I still wasn't worried--I knew the smoke would have to stop coming out
Then Mommy called us because she said we were going to Dunkin Donuts.
Theresa and I came thundering down the stairs and hopped into the car as soon
as the door was open. We were both pretty sure that after we had gone to
Dunkin Donuts we would go to the surprise place. After Dunkin Donuts, we
started driving home. "Why aren't we going to the surprise place?" I asked.
"Well," said Mommy, "I'm very sorry, but I'm too worried about Daddy. We'll
go to the surprise place very soon." I started crying, but Mommy said I
shouldn't be crying when we had to go home, so I stopped.
I soon found out how awful it was about the Twin Towers. Daddy almost
had to stay at his friend's apartment, but in the end, he called and said he
was at the train station and would be home that very day. Mommy was so
happy that we all went outside and put up an American flag. Everybody had
one. Everyone had put one up that day. We sat down on the front steps to
wait for Daddy. All of a sudden, the front door opened at my friend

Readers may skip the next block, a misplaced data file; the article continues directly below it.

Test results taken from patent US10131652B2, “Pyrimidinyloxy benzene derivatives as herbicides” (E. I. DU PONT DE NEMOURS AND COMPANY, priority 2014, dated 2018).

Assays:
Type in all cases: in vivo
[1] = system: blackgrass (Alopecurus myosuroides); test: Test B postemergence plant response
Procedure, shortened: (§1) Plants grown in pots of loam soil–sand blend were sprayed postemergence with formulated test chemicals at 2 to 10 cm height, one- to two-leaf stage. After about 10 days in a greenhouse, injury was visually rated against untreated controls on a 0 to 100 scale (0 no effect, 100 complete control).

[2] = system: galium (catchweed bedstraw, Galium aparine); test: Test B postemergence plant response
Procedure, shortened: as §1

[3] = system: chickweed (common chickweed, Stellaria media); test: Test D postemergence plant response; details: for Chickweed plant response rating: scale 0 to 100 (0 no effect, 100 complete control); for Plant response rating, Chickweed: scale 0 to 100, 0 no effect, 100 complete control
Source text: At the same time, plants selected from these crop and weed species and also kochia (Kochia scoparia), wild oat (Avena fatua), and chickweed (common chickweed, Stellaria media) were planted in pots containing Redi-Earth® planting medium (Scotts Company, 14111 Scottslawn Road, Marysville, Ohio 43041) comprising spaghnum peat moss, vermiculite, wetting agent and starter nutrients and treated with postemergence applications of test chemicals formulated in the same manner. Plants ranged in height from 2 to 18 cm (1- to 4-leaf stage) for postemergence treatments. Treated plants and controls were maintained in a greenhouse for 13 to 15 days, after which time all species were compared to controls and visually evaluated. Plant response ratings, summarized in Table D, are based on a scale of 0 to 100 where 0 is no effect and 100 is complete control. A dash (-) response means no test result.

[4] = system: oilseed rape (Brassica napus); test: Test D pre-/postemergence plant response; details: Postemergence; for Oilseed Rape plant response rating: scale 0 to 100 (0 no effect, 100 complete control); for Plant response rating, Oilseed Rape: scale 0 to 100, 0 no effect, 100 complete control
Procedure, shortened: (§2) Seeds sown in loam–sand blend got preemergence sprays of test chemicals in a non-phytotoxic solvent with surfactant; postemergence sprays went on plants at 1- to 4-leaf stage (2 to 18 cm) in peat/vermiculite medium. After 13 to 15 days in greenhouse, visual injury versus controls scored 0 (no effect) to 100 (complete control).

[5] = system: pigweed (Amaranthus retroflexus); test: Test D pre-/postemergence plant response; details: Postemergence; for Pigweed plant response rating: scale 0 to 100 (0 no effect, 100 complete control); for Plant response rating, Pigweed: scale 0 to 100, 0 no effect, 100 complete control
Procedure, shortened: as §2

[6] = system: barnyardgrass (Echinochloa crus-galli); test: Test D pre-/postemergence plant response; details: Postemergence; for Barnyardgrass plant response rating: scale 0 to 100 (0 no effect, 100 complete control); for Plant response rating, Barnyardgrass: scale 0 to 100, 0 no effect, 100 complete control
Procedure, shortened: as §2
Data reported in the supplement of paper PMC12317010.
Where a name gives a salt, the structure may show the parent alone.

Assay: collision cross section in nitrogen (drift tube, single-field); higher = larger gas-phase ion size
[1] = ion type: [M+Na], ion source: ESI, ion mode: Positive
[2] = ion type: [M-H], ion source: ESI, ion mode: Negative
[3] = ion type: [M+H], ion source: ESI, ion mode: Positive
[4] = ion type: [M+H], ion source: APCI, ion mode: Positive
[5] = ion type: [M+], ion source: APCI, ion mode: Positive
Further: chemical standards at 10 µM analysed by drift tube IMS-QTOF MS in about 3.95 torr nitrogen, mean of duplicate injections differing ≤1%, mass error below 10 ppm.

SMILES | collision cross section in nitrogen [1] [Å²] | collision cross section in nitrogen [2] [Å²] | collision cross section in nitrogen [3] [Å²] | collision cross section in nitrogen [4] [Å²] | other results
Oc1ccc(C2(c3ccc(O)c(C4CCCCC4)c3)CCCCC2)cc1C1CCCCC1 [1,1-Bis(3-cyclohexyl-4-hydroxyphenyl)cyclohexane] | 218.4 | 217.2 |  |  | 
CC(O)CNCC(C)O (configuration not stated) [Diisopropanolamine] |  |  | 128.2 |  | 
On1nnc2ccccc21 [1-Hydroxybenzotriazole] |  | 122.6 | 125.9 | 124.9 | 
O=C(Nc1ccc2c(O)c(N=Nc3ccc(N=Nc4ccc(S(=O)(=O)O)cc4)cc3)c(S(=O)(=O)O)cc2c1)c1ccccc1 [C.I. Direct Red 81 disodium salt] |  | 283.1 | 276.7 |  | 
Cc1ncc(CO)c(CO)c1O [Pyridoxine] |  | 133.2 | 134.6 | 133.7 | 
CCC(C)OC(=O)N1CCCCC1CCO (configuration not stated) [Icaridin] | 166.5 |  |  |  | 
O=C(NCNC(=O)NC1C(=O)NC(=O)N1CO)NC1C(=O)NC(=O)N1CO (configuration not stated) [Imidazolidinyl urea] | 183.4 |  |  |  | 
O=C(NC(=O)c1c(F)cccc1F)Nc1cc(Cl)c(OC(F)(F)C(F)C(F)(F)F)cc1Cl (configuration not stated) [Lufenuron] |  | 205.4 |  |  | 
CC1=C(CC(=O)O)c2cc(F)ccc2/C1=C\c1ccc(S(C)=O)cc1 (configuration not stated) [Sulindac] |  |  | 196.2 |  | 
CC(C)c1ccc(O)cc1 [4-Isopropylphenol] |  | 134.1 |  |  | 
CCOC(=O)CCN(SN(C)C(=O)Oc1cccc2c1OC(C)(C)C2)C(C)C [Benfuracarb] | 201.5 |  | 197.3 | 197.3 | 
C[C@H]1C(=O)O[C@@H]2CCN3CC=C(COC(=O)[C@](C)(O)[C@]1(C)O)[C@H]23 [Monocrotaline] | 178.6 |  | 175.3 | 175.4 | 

Kristin's house. I went to the edge of the street and told Kristin that my
Dad worked in Manhattan. "My Dad works in Manhattan too," said Kristin,
"Luckily he wasn't hurt!" Patrick, Kristin's big brother, said, "We're very
lucky that he wasn't." After a little while, Kristin's mother came out, and
I told her that my father worked in Manhattan, but he was coming home today.
Kristin's mother said, "Yes, and here he comes right now!" I looked in the
direction she was looking, and, sure enough, Daddy was walking down the
sidewalk right near our house. We all greeted him, and after a while, we
went into the house.
As it turns out, a plane had crashed into the Pentagon too that day.
That night, we went to a special Mass to pray for the people
who had died. After Mass, we played with our friends, the O'Sullivans,
while all the adults talked. It was very unusual to be coming out of church
at that time, because it was so late.
A few days later, we went to the gardens, and I wrote a story about it,
and it was this story.
Six year old Theresa's account of Tuesday's events:
A few days after my sixth birthday, there was a plane crash. It crashed
right into the Twin Towers. Everybody thought it was an accident. Then
another plane crashed into the other Tower, and everyone knew that it wasn't
an accident. Then there were two explosions. They were similar, but not
exactly the same. One was red, and one was gray. I'm not sure which one
was worse, but I know the worst part about it was that both towers fell